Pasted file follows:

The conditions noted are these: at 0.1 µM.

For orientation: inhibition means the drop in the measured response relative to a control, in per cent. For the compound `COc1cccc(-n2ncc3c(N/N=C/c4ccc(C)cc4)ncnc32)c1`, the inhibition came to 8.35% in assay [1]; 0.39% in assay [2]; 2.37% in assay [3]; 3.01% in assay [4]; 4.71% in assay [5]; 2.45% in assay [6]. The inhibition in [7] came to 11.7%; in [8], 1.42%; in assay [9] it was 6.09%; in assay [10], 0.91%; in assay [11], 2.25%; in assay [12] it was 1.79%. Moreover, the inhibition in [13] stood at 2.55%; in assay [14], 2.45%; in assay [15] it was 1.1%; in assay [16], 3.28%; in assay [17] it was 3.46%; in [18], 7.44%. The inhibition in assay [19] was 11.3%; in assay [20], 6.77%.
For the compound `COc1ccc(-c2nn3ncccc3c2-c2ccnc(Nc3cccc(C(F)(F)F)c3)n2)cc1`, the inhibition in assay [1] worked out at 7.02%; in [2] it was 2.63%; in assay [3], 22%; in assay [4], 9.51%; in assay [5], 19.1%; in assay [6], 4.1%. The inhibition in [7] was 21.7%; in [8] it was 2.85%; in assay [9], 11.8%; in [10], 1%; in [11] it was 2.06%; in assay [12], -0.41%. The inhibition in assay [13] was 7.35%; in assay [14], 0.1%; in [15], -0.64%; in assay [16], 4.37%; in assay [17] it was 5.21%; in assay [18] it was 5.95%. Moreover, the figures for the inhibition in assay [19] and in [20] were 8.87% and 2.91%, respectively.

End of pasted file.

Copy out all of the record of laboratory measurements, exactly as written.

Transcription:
The conditions noted are these: at 0.1 µM.

For orientation: inhibition means the drop in the measured response relative to a control, in per cent. For the compound `COc1cccc(-n2ncc3c(N/N=C/c4ccc(C)cc4)ncnc32)c1`, the inhibition came to 8.35% in assay [1]; 0.39% in assay [2]; 2.37% in assay [3]; 3.01% in assay [4]; 4.71% in assay [5]; 2.45% in assay [6]. The inhibition in [7] came to 11.7%; in [8], 1.42%; in assay [9] it was 6.09%; in assay [10], 0.91%; in assay [11], 2.25%; in assay [12] it was 1.79%. Moreover, the inhibition in [13] stood at 2.55%; in assay [14], 2.45%; in assay [15] it was 1.1%; in assay [16], 3.28%; in assay [17] it was 3.46%; in [18], 7.44%. The inhibition in assay [19] was 11.3%; in assay [20], 6.77%.
For the compound `COc1ccc(-c2nn3ncccc3c2-c2ccnc(Nc3cccc(C(F)(F)F)c3)n2)cc1`, the inhibition in assay [1] worked out at 7.02%; in [2] it was 2.63%; in assay [3], 22%; in assay [4], 9.51%; in assay [5], 19.1%; in assay [6], 4.1%. The inhibition in [7] was 21.7%; in [8] it was 2.85%; in assay [9], 11.8%; in [10], 1%; in [11] it was 2.06%; in assay [12], -0.41%. The inhibition in assay [13] was 7.35%; in assay [14], 0.1%; in [15], -0.64%; in assay [16], 4.37%; in assay [17] it was 5.21%; in assay [18] it was 5.95%. Moreover, the figures for the inhibition in assay [19] and in [20] were 8.87% and 2.91%, respectively.